Half of adults say energy bills are biggest financial worry

26th October 2023

Almost half (46%) of all adults have identified energy bills as their biggest financial concern heading into this winter according to research by Finder.com.

Single-person households were the most apprehensive, with more than half (53%) of those living alone saying that energy bills are one of their biggest financial concerns heading into winter. This was followed by those sharing a household with one other person (46%). Those in larger households of 6 people were found to be the least anxious, with only 34% of people in this group claiming that energy bills are one of their main winter worries.

The next most common concern was being able to afford the weekly grocery shop. Almost a quarter (23%) said that this is one of their biggest money worries going into winter, as the inflation of food prices throughout 2023 has made grocery shopping extremely difficult for some households.

More than one in five (22%) were most concerned about being able to afford their Christmas shopping, and 1 in 6 (16%) were worried about being able to afford their mortgage or rent payments this winter. 84% of UK adults said they will be taking action to help lower their monthly payments during the winter months.

The study found that 2 in 5(41%) will be turning their thermostat down or turning off some heaters around the home even when cold, to help reduce their energy bills this winter.

Those in the silent generation (aged 74+) were most likely to lower their thermostat despite being cold, with more than half (56%) of this generation claiming this is what they intend to do in winter to avoid high energy bills.

Age group was directly correlated with this precaution, with 49% of baby boomers (aged 55-73) planning to take this action, followed by 39% of gen X (aged 43-54), 35% of millennials (aged 24-42) and just a quarter (25%) of gen Z (aged 18-23). This trend is particularly alarming, as the demographics most likely to turn their heating down are also those whose health will be most at risk from the cold.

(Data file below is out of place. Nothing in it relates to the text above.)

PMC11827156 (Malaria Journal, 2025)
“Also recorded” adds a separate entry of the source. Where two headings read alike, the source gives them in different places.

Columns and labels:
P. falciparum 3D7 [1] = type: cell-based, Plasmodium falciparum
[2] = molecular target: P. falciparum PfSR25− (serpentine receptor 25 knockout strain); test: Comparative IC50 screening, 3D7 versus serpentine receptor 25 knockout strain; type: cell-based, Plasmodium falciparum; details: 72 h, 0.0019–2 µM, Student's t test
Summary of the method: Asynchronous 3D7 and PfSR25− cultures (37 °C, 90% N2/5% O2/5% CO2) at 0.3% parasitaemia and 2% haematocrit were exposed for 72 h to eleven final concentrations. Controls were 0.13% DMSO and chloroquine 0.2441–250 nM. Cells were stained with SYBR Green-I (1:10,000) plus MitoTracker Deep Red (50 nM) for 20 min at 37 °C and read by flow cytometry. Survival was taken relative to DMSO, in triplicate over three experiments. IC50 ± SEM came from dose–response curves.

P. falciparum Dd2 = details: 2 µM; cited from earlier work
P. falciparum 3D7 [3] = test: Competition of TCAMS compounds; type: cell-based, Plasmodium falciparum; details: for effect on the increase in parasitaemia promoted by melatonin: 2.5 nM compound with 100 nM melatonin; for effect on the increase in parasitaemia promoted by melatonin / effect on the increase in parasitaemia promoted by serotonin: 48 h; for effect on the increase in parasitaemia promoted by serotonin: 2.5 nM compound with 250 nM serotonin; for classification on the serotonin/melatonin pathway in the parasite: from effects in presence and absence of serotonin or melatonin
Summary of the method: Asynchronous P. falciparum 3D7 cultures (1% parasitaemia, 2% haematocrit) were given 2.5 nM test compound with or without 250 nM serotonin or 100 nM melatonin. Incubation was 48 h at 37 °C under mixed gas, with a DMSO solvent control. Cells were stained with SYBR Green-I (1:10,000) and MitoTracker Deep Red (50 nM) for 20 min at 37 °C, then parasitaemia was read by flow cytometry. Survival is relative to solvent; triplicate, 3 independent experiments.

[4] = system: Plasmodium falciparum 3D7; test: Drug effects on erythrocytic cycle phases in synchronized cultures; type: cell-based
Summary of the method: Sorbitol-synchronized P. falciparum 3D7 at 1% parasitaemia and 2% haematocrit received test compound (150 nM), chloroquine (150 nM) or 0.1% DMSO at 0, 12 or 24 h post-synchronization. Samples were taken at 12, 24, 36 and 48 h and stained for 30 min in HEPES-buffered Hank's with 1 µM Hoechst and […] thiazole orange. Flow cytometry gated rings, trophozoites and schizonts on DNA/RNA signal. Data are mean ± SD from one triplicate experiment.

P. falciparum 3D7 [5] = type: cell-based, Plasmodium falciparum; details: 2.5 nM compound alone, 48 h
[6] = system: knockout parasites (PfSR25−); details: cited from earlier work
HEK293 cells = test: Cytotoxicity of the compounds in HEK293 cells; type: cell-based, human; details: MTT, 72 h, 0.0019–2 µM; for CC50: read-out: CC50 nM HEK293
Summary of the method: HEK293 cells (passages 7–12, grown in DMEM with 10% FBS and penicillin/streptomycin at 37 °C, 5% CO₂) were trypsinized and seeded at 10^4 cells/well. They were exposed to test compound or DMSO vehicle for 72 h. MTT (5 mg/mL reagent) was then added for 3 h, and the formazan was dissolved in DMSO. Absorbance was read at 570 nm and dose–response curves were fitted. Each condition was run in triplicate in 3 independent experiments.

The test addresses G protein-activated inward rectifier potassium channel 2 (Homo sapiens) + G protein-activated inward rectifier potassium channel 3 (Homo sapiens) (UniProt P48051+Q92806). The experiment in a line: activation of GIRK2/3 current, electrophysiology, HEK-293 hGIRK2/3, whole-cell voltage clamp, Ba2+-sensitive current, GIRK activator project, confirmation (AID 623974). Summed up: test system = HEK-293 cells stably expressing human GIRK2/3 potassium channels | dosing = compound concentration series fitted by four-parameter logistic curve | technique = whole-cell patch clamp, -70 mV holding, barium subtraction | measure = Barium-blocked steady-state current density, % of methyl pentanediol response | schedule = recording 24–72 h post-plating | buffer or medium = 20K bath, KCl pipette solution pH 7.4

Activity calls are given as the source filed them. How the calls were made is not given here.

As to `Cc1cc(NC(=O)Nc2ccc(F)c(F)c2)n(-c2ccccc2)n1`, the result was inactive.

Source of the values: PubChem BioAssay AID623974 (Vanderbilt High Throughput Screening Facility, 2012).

Almost a third of adults (32%) said that they would avoid turning the heating on at all when cold this winter, to help lower the cost of their energy bills. 30% also said they would be reducing the time they spend in the shower, or the number of baths they have this winter.

Taking a more long-term approach to lowering their energy bills, 1 in 5 (20%) said that they plan to install a smart meter to help them monitor their energy use, and 1 in 10 (10%) are planning to install additional insulation to their home to help reduce their energy usage.

Liz Edwards, editor-in-chief at personal finance comparison site finder.com, said “Last year the UK government reported that an estimated 3.26 million households (13.4%) were in fuel poverty in England, so it’s no surprise that energy bills are at the forefront of Brits’ concerns heading into winter this year.”

“The NHS recently advised that homes should be kept at a minimum temperature of 18C for people to stay safe this winter. However, our findings indicate that many will not be keeping to this, with almost a third of Brits not planning to turn their heating on when they’re cold this winter, to avoid high energy costs. This could have serious health implications for those who are more vulnerable to the cold.”